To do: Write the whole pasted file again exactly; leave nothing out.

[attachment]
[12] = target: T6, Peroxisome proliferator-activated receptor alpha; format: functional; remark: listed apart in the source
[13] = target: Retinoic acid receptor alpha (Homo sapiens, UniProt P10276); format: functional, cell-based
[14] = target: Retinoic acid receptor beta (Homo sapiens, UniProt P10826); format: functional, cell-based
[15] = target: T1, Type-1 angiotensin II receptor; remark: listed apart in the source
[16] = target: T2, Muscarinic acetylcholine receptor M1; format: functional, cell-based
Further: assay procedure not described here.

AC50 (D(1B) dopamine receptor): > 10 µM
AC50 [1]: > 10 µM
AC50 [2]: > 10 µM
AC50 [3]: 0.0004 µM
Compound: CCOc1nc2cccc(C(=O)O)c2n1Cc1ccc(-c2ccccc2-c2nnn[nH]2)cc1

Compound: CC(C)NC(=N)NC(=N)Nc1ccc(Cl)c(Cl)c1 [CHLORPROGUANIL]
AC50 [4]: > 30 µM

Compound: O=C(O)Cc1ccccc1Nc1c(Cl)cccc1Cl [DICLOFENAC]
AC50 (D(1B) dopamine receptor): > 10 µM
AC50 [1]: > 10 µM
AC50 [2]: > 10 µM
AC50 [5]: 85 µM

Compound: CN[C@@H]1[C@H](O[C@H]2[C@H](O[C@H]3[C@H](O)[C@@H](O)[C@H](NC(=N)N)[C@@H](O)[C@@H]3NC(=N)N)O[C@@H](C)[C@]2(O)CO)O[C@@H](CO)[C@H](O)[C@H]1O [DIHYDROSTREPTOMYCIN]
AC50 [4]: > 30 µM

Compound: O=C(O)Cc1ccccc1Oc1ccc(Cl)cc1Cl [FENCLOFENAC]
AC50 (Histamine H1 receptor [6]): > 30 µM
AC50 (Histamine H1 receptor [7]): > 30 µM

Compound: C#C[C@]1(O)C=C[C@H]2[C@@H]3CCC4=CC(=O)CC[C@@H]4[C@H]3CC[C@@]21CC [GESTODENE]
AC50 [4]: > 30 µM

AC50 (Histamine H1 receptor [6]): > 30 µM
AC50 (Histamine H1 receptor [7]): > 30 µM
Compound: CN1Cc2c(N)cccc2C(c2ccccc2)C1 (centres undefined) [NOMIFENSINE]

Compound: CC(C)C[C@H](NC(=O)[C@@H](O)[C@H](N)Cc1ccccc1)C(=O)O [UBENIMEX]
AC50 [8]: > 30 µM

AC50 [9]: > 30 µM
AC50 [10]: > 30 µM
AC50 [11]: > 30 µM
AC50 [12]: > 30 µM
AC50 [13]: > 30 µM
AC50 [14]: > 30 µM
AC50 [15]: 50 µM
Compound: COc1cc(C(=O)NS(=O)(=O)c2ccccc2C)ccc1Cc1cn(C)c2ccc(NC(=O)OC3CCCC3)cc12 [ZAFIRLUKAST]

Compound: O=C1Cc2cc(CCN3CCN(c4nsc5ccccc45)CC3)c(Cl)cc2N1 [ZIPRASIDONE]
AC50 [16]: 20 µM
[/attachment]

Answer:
[12] = target: T6, Peroxisome proliferator-activated receptor alpha; format: functional; remark: listed apart in the source
[13] = target: Retinoic acid receptor alpha (Homo sapiens, UniProt P10276); format: functional, cell-based
[14] = target: Retinoic acid receptor beta (Homo sapiens, UniProt P10826); format: functional, cell-based
[15] = target: T1, Type-1 angiotensin II receptor; remark: listed apart in the source
[16] = target: T2, Muscarinic acetylcholine receptor M1; format: functional, cell-based
Further: assay procedure not described here.

AC50 (D(1B) dopamine receptor): > 10 µM
AC50 [1]: > 10 µM
AC50 [2]: > 10 µM
AC50 [3]: 0.0004 µM
Compound: CCOc1nc2cccc(C(=O)O)c2n1Cc1ccc(-c2ccccc2-c2nnn[nH]2)cc1

Compound: CC(C)NC(=N)NC(=N)Nc1ccc(Cl)c(Cl)c1 [CHLORPROGUANIL]
AC50 [4]: > 30 µM

Compound: O=C(O)Cc1ccccc1Nc1c(Cl)cccc1Cl [DICLOFENAC]
AC50 (D(1B) dopamine receptor): > 10 µM
AC50 [1]: > 10 µM
AC50 [2]: > 10 µM
AC50 [5]: 85 µM

Compound: CN[C@@H]1[C@H](O[C@H]2[C@H](O[C@H]3[C@H](O)[C@@H](O)[C@H](NC(=N)N)[C@@H](O)[C@@H]3NC(=N)N)O[C@@H](C)[C@]2(O)CO)O[C@@H](CO)[C@H](O)[C@H]1O [DIHYDROSTREPTOMYCIN]
AC50 [4]: > 30 µM

Compound: O=C(O)Cc1ccccc1Oc1ccc(Cl)cc1Cl [FENCLOFENAC]
AC50 (Histamine H1 receptor [6]): > 30 µM
AC50 (Histamine H1 receptor [7]): > 30 µM

Compound: C#C[C@]1(O)C=C[C@H]2[C@@H]3CCC4=CC(=O)CC[C@@H]4[C@H]3CC[C@@]21CC [GESTODENE]
AC50 [4]: > 30 µM

AC50 (Histamine H1 receptor [6]): > 30 µM
AC50 (Histamine H1 receptor [7]): > 30 µM
Compound: CN1Cc2c(N)cccc2C(c2ccccc2)C1 (centres undefined) [NOMIFENSINE]

Compound: CC(C)C[C@H](NC(=O)[C@@H](O)[C@H](N)Cc1ccccc1)C(=O)O [UBENIMEX]
AC50 [8]: > 30 µM

AC50 [9]: > 30 µM
AC50 [10]: > 30 µM
AC50 [11]: > 30 µM
AC50 [12]: > 30 µM
AC50 [13]: > 30 µM
AC50 [14]: > 30 µM
AC50 [15]: 50 µM
Compound: COc1cc(C(=O)NS(=O)(=O)c2ccccc2C)ccc1Cc1cn(C)c2ccc(NC(=O)OC3CCCC3)cc12 [ZAFIRLUKAST]

Compound: O=C1Cc2cc(CCN3CCN(c4nsc5ccccc45)CC3)c(Cl)cc2N1 [ZIPRASIDONE]
AC50 [16]: 20 µM